Langley university loses provincial consent for law school

TWU no longer has consent to offer a law degree program, but the president of the Langley university has indicated he may not go down without a fight.

Amrik Virk, Advanced Education Minister for B.C., today revoked the consent he had previously given for Trinity Western University to offer the program.

Virk consented to a law degree being offered at the Langley university in December 2013 after his ministry conducted an extensive review of the program.

But law societies in Ontario and Nova Scotia indicated they would not accept lawyers graduating from the TWU program.

And after the Law Society of BC reversed its initial approval of the program on Oct. 31 – a membership revolt forced the society’s benchers to reconsider – Virk indicated that he would reconsider his approval.

Today, Virk decided against TWU.

"Based on the current situation," Virk announced, "I have decided to revoke my approval of the proposed law school at Trinity Western University. This means the university cannot enroll any students in its proposed program."

"The current uncertainty over the status of the regulatory body approval means prospective graduates may not be able to be called to the bar or practise law in British Columbia," he explained. "This is a significant change to the

context in which I made my original decision."

TWU President Bob Kuhn said the university is disappointed with Virk’s decision.

“It is difficult to conceive of a justifiable basis for the Minister to have revoked his approval of the school of law program," he said. "As a private Christian University, Trinity Western has demonstrated its place in Canada’s academic community, delivering some of Canada’s highest ranked professional programs. We believe in diversity and the rights of all Canadians to their beliefs and values."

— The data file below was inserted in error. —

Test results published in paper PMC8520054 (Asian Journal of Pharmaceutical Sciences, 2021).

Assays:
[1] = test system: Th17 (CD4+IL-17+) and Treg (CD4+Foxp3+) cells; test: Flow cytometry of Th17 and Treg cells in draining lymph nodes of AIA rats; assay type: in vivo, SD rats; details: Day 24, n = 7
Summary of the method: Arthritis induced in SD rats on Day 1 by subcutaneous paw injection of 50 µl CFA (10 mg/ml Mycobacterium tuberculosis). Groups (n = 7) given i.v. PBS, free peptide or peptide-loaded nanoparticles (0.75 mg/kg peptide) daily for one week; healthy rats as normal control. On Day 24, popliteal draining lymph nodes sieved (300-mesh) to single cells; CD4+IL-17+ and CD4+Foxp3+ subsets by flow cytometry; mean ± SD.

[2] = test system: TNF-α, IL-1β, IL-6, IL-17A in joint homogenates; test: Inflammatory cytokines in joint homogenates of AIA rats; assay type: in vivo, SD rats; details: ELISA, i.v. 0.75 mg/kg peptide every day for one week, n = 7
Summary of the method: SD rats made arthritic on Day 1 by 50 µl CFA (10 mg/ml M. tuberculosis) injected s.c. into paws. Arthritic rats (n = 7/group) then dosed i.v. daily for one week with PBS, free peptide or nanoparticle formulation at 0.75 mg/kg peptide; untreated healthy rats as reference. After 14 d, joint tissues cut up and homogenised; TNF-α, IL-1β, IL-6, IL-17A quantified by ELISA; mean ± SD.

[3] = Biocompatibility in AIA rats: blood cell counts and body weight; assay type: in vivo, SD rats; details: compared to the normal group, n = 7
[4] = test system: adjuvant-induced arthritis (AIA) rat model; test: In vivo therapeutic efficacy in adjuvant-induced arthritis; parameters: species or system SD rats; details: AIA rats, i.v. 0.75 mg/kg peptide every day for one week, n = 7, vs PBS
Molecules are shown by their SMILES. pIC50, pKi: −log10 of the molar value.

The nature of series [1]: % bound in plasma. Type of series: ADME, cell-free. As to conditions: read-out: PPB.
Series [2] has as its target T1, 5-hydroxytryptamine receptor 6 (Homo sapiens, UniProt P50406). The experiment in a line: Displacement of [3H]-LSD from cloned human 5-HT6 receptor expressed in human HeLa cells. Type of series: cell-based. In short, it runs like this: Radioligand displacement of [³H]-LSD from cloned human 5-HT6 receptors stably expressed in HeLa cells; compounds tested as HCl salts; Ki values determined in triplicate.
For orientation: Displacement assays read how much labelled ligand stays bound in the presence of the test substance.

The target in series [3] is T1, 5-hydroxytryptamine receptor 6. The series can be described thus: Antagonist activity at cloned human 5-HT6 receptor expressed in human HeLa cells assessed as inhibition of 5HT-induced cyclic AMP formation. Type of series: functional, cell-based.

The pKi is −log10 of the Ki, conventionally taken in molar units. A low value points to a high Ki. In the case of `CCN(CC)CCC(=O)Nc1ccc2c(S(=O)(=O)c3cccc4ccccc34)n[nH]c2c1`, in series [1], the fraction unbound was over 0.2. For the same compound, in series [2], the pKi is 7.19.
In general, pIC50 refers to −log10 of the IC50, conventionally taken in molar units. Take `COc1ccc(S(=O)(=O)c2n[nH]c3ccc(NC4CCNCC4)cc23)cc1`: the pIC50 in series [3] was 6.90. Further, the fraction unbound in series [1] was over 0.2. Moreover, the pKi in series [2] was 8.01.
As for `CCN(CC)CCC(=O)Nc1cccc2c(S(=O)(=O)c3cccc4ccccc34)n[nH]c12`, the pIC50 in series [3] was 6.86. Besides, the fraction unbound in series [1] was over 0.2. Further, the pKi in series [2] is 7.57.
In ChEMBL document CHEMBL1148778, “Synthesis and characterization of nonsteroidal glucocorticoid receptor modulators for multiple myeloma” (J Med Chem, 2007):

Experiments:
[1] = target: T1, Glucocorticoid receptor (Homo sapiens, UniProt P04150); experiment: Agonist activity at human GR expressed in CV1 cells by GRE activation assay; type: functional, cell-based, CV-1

Khun said TWU remains commited to having a law school, adding that the university will "now have to carefully consider all our options.”

Although it is not TWU’s wish to engage in another legal battle, Kuhn said, “There are such important rights and freedoms at stake that we may have no choice but to seek protection of them in court.”

Virk himself left a door open for TWU, saying, "Once the legal issues are resolved, TWU will have the option to renew

its request for consent."

Trinity Western University is a private Christian university with its campus near Fort Langley. It started as a junior college 52 years ago and has built itself up to university status, offering 42 bachelor’s degrees, 17 graduate degrees, and adult degree-completion programs.

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